Saturday, September 10, 2011

Book Review: The Heavens Weep for us

The Heavens Weep for us: And other stories by Thelma Reyna

If you enjoy Jhumpa Lahiri's short stories, or Sandra Cisneros' ability to portray ordinary Hispanic characters with engaging authenticity and universality, you'll enjoy Thelma Reyna's twelve stories in this thoughtful, moving, sensitive book. From the sheer poetry of the title story, to the complex depiction of a comatose woman and her guilt-ridden unfaithful husband, Reyna exposes the private griefs and losses we all experience in life and imbues her motley cast of characters with deep humanity, courage, and perseverance . Reyna's style is alternately quiet and intense, yet always insightful, poetic, and literary. Have a box of Kleenex and a dictionary by your side. She'll leave you thinking and discovering multiple layers of meanings in her stories long after you've read them. A Hispanic-American author, Reyna's stories speak to all of us, across ethnicities, age, gender, and social status.

Reviewed by: Bela M.

Review: The Heavens Weep for Us is a collection of short stories that are suppose to make you laugh and cry at the same time. I'll be honest--most of the stories did not have that effect on me; however, there was one that did. In "Little Box," an old lady named Petra visits her daughter and son-in-law in Chicago. During her stay, she takes the dog for a walk and discovers a little box along the way. It was a fancy box that just screamed, 'expensive.' Being that she likes collecting hand-me-downs, Petra took the box and hid it in drawer of her daughter's home. Her plan was to take it back home and add it to her vast collection. But Petra noticed something else during her Chicago visit. Her daughter's marriage may be falling apart. Not wanting to interfere, Petra leaves them to hash it out. Eventually, Petra jumps on a plane back to Arizona when she realizes that she forgot the little box she wanted to bring back with her. And that little box ends up causing some big trouble for her daughter's marriage. The conclusive irony was hilarious and sad.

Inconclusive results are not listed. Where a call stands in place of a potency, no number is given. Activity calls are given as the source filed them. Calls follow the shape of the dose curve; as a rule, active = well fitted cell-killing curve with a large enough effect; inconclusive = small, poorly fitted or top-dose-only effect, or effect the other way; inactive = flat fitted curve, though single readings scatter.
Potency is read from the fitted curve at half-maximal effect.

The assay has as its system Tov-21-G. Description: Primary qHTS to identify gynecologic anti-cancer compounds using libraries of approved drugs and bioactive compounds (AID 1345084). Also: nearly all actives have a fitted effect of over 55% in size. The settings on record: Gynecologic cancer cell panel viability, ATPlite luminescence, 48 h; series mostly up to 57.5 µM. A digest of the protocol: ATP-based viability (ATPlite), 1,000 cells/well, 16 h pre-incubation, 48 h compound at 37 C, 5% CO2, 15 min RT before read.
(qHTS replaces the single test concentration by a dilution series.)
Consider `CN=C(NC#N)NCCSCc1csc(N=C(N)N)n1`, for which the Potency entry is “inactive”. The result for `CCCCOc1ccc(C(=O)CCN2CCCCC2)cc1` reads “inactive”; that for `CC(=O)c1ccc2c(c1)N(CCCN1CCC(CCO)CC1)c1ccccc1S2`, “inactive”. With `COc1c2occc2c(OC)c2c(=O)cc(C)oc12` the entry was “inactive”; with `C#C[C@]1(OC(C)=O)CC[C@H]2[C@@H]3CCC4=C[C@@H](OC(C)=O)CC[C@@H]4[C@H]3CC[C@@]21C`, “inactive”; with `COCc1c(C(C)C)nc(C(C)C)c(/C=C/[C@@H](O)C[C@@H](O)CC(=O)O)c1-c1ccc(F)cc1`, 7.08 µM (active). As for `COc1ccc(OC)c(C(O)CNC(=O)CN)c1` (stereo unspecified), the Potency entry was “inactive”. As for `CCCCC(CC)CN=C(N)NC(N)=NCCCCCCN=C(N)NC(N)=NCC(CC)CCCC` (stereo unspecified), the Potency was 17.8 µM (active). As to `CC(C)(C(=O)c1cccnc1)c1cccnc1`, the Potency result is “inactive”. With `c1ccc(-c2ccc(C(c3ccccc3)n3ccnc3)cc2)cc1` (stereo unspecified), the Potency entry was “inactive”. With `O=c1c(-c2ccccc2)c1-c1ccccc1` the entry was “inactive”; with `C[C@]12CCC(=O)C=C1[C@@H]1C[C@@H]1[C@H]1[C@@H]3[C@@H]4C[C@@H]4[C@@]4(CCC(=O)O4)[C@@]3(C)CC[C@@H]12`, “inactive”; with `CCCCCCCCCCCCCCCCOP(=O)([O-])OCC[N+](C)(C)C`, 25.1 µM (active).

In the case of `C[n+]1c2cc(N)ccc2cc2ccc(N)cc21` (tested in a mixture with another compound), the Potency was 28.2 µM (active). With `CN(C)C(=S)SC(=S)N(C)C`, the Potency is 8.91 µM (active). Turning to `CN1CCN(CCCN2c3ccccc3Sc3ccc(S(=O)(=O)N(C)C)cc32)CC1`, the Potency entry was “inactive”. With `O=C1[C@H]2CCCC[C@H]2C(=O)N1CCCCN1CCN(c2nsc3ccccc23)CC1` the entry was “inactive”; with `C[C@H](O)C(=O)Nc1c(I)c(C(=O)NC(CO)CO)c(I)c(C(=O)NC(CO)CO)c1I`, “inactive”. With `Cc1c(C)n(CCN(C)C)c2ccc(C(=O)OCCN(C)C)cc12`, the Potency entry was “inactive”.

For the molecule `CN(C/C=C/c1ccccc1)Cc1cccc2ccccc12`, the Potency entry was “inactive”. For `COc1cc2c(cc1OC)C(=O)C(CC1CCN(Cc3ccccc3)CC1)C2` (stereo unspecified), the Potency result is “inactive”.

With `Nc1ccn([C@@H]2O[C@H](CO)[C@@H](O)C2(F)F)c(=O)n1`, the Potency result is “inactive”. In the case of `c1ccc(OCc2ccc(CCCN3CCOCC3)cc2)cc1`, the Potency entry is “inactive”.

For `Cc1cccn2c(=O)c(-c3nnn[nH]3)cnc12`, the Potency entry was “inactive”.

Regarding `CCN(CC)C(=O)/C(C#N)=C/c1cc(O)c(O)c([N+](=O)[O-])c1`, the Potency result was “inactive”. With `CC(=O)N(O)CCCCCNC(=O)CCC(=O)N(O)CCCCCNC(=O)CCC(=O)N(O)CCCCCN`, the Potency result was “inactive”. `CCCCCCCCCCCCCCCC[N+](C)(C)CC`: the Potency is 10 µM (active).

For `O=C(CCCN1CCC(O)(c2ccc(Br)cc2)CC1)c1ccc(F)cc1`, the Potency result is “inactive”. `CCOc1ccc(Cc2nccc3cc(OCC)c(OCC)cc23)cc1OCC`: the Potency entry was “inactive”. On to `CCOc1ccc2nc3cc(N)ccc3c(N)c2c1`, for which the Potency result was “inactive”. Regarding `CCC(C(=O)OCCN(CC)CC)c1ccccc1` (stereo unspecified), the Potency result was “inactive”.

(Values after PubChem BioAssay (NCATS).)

Reyna has proven her great talent with a sensitive writing style used in these stories. I did, however, feel that some of these stories were unfinished--they had a solid beginning and a middle, but no ending. A story should have all three: a beginning, a middle, and an ending. Nonetheless, the best story was "Little Box."


  1. I appreciate the honest and specific reviews you give on your blog. I wanted to know if you keep a list of your 5 star reviews. With so many books out there I have to be selective on where I spend my $.

  2. Hi, Alvarado, adding a list of our 5-star reviews is a great idea! We'll work on compiling a list and will add it to our site as soon as we can. Thanks!